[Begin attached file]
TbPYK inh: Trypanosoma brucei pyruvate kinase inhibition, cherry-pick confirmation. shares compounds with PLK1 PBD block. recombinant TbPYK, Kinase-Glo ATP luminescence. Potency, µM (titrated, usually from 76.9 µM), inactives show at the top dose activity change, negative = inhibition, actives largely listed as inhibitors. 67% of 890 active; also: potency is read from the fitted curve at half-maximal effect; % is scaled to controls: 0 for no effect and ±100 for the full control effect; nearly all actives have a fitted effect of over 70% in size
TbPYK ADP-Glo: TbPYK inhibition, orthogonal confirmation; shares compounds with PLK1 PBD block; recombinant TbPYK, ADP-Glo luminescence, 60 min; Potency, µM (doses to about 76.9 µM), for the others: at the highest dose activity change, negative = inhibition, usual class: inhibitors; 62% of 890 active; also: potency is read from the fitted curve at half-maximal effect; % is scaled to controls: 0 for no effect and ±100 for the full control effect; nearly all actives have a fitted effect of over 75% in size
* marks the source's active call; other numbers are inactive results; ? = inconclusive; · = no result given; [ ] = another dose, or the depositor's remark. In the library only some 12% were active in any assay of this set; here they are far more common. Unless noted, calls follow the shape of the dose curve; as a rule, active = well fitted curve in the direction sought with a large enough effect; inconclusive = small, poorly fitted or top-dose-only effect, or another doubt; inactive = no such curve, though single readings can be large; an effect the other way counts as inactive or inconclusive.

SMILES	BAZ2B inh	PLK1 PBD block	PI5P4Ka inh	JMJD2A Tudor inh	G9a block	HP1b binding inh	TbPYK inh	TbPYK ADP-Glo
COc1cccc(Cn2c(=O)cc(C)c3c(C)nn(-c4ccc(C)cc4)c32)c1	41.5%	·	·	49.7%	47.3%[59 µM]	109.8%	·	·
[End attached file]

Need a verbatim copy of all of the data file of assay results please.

TbPYK inh: Trypanosoma brucei pyruvate kinase inhibition, cherry-pick confirmation. shares compounds with PLK1 PBD block. recombinant TbPYK, Kinase-Glo ATP luminescence. Potency, µM (titrated, usually from 76.9 µM), inactives show at the top dose activity change, negative = inhibition, actives largely listed as inhibitors. 67% of 890 active; also: potency is read from the fitted curve at half-maximal effect; % is scaled to controls: 0 for no effect and ±100 for the full control effect; nearly all actives have a fitted effect of over 70% in size
TbPYK ADP-Glo: TbPYK inhibition, orthogonal confirmation; shares compounds with PLK1 PBD block; recombinant TbPYK, ADP-Glo luminescence, 60 min; Potency, µM (doses to about 76.9 µM), for the others: at the highest dose activity change, negative = inhibition, usual class: inhibitors; 62% of 890 active; also: potency is read from the fitted curve at half-maximal effect; % is scaled to controls: 0 for no effect and ±100 for the full control effect; nearly all actives have a fitted effect of over 75% in size
* marks the source's active call; other numbers are inactive results; ? = inconclusive; · = no result given; [ ] = another dose, or the depositor's remark. In the library only some 12% were active in any assay of this set; here they are far more common. Unless noted, calls follow the shape of the dose curve; as a rule, active = well fitted curve in the direction sought with a large enough effect; inconclusive = small, poorly fitted or top-dose-only effect, or another doubt; inactive = no such curve, though single readings can be large; an effect the other way counts as inactive or inconclusive.

SMILES	BAZ2B inh	PLK1 PBD block	PI5P4Ka inh	JMJD2A Tudor inh	G9a block	HP1b binding inh	TbPYK inh	TbPYK ADP-Glo
COc1cccc(Cn2c(=O)cc(C)c3c(C)nn(-c4ccc(C)cc4)c32)c1	41.5%	·	·	49.7%	47.3%[59 µM]	109.8%	·	·